Welcome to Third Person's (timely) coverage of E3 2017. We'll have a podcast for each press conference going up soon, as well as usual weekly roundup on the conference as a whole and our thoughts. Be sure to check out the other articles and podcasts and let us know what you think! (Editor's Note: Having your editor in chief get very ill right as E3 ends is bad for #content.)
So far, this year’s E3 seems fairly tame in comparison to previous years, and Bethesda was no exception to this. Bethesda seemed to double down on VR in a way that’s cool, but impractical for most. However, as someone who would maybe invest in either VR or 4K gaming, I’d choose VR – the thought of DOOM in this format is intriguing. Fallout 4 seems a bit excessive: an 80 hour RPG played in small chunks, because of motion sickness and general exhaustion, isn’t the “chocolate and peanut butter” mix they might be hoping for.
There was a bunch in the middle that some seemed to find exciting, but I felt landed with a thud. Both Evil Within 2 and Quake didn’t light any of my fires, and Skyrim on Switch seems doomed from the start.
There were two interesting properties they did reveal, however. The first being a standalone DLC for Dishonored. The subtitle “Death of the Outsider” carries a lot of weight for that game’s mythology and characters. To explain why quickly, the Outsider is an enigmatic being who provides the protagonists with powers, and always exists on the edge of the story, hinting at larger forces at work. A story bringing the fight to this being, who appears to be a god, will have some implications for that world. I hope, though, that this is the last Dishonored game Arkane does for awhile, and explores new IP instead.
The other game shown to catch my, and everyone’s, eye was Wolfenstein II: The New Colossus. I never did beat The New Order (which I should get back to…), but this game seems to lean hard into the absurd in some fantastic ways. Machine Games do amazing gameplay, and BJ Blazkowicz became a nuanced character through that previous installment, which I’m excited to see picked back up again with this new game.
There were two games in Bethesda’s 2017 lineup that I got really excited for: Wolfenstein 2 and the new Dishonored standalone thing. The rest of their showing was very cool thematically, but like others have said, lacked substance. Their reliance on old IPs through sequels and ‘VR-ification’ was uninteresting to me.
As a student and young professional on a budget, living in a space that is restrictive, VR is not something I find incredibly accessible. A refreshing feature of both EA and Microsoft’s press conferences was the absence of VR. I feel that until VR hits a more approachable price point and physical system footprint, the adoption rate of this (admittedly really cool) technology will remain low.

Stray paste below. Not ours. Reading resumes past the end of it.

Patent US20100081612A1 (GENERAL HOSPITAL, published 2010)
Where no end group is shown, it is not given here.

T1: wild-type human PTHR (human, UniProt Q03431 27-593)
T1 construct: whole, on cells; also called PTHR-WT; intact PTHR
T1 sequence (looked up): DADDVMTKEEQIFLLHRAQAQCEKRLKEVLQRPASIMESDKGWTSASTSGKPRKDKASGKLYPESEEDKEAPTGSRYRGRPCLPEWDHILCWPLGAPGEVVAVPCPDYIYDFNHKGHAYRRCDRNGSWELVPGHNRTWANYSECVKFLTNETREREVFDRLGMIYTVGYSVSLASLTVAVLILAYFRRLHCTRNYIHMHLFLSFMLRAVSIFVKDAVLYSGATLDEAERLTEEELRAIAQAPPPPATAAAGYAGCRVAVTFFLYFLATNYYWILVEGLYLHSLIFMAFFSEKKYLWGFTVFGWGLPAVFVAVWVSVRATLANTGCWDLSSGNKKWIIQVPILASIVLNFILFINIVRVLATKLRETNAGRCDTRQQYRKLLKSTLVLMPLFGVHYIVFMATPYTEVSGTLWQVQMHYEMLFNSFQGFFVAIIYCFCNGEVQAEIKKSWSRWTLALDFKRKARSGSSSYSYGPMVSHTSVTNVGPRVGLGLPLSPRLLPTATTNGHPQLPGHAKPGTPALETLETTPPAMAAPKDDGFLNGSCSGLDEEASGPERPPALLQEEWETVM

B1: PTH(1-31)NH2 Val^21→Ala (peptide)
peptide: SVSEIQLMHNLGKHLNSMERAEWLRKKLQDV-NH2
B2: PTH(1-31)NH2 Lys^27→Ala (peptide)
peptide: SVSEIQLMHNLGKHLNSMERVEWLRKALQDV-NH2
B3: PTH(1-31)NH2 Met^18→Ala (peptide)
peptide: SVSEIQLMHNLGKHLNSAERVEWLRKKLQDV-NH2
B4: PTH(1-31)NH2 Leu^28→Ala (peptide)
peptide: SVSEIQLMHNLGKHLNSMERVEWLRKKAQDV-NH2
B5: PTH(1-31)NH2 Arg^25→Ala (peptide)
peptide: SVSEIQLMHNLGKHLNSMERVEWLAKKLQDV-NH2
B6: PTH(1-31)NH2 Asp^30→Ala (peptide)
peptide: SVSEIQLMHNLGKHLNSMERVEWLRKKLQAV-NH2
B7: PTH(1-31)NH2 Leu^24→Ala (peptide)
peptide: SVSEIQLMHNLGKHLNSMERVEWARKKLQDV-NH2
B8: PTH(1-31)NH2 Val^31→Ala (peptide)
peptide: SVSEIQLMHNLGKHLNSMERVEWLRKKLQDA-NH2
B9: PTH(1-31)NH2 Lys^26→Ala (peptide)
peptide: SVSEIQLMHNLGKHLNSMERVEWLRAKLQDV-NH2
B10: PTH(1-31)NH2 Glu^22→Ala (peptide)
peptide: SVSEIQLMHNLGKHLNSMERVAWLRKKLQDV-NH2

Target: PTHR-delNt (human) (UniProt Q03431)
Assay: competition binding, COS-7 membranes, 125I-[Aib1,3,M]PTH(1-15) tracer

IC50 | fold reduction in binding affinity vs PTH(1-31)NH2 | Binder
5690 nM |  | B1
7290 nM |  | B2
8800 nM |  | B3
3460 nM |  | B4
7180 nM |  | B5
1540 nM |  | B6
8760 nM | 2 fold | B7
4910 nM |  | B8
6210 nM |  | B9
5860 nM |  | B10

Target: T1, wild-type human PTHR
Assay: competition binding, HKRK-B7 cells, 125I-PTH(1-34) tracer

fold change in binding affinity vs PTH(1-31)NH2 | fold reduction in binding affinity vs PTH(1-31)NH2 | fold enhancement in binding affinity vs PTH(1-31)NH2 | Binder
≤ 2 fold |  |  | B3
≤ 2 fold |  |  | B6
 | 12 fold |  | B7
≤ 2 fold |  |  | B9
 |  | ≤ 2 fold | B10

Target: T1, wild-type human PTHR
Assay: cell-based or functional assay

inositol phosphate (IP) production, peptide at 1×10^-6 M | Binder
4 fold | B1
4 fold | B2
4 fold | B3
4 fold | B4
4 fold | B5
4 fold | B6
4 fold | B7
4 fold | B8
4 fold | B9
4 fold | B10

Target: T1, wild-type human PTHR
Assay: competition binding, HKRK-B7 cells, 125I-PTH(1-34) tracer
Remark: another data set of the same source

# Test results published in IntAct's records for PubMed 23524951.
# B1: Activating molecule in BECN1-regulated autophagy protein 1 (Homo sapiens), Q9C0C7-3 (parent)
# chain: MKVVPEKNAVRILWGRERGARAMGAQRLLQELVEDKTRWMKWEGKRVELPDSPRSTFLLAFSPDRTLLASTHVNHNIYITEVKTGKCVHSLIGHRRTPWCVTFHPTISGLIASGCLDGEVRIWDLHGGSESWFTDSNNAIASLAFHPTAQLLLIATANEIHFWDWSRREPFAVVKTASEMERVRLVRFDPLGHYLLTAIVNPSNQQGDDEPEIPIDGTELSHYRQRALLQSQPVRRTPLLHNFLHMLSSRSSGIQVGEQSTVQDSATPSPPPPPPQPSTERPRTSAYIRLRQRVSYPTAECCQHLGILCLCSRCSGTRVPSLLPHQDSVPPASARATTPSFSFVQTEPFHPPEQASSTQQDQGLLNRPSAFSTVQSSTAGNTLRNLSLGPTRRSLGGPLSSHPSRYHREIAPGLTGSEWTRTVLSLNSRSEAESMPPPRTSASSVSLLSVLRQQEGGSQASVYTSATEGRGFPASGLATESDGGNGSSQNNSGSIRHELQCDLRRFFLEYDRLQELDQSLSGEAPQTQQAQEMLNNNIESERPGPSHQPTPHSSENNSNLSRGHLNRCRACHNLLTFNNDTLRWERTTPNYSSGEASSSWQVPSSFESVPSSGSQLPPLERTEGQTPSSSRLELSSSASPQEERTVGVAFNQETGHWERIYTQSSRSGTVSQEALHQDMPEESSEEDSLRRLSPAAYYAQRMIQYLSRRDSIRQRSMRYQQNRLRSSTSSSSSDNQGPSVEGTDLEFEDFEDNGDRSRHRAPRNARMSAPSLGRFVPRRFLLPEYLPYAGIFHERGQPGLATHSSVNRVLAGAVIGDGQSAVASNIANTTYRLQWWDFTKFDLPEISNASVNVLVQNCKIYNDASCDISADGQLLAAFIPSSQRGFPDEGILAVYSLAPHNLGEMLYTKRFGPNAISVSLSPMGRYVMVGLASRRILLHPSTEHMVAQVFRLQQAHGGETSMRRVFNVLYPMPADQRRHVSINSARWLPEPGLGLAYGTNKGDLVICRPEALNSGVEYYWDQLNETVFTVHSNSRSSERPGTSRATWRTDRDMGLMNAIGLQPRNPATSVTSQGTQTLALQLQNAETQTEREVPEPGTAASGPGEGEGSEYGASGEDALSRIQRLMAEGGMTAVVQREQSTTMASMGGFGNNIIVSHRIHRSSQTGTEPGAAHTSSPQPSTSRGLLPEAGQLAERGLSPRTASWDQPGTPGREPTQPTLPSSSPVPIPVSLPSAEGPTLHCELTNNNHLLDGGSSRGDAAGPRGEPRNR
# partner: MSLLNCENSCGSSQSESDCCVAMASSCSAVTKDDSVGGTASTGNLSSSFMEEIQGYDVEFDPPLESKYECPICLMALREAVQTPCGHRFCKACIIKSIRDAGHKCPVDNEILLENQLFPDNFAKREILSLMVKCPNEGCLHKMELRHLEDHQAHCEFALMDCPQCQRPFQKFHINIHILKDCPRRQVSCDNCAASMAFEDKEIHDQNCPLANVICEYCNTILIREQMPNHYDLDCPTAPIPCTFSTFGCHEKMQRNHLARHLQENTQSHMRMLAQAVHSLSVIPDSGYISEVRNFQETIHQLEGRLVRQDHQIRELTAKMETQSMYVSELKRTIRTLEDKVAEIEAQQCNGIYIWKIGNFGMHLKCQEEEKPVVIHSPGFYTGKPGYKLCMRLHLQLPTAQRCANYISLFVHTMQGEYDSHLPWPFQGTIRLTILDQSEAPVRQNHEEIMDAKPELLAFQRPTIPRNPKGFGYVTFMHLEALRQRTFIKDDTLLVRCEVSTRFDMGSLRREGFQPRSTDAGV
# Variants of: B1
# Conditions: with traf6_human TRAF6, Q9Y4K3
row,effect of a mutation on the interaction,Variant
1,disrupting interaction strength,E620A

Doom and its utilization of the Vulkan graphics API has always been intriguing to me. This game is a very good looking triple-A title that can run at a ludicrous frame rate on low-end hardware. I am excited to see more of this creative application of technology towards my favourite big flagship titles from Bethesda.
On the subject of the flagship titles, however, I have to note that I’m incredibly biased, in that every time they do a press conference without announcing the next entry in the Elder Scrolls series I can’t help but feel disappointed. I understand that we can’t see a release to the scale of Fallout 4 or Skyrim every year, but that doesn't stop me from holding onto hope.
Speaking of Elder Scrolls, the “Morrowind” DLC trailer (that I’ve seen before) felt different, and actually made me want to consider taking another look into an MMO that, by all rights, should be right up my alley.
I wish I could say I'm disappointed with Bethesda at E3 2017, but I think I'm just so underwhelmed that it sort of feels like the same thing. Their presentation was good, the concept of “Bethesdaland” was fun and cute, even a bit refreshing. Though I worry whenever a game company states that there's “something for everyone.” Usually that means a lot of vague interest, instead of active interest from any part of their audience, which seems to be exactly where we ended up.
They opened their presentation with a promise: “this will be unlike anything you've seen before.” With the bar already set so high from E3 2015 and the sudden drop of Fallout 4, I held my breath, and waited for something amazing. Right out of the gate we got F4 and Doom for VR. An exciting start, but the same old titles.
Sequels, add ons, new content, DLC, all for familiar games we’ve been playing for a while. Aside from one stand alone episodic for Dishonored, all I was looking at was sequels and in app purchases.
Don't get me wrong, some of what they presented looks great. The trailers for The Evil Within 2 and Wolfenstein 2 were fantastic. The Dishonored stand alone looks compelling, despite not having played the full game. Nonetheless, they're still installments in already well established franchises. Where's my new title? Where’s my new experience?
They put on a great, innovative show, but it wasn't anything new – in fact, quite the opposite. I appreciate a good sequel (hell I'm still playing Fallout 4 frequently), but it's hard not to be a bit disappointed when sequels are all you get.
Both The Evil Within 2 and Wolfenstein 2 launch in October, and I’m excited to see what these titles bring to the table regardless of their sequel status. I only wish Bethesda had given me something new to sink my teeth into. It's hard to be innovative when you won't make anything new.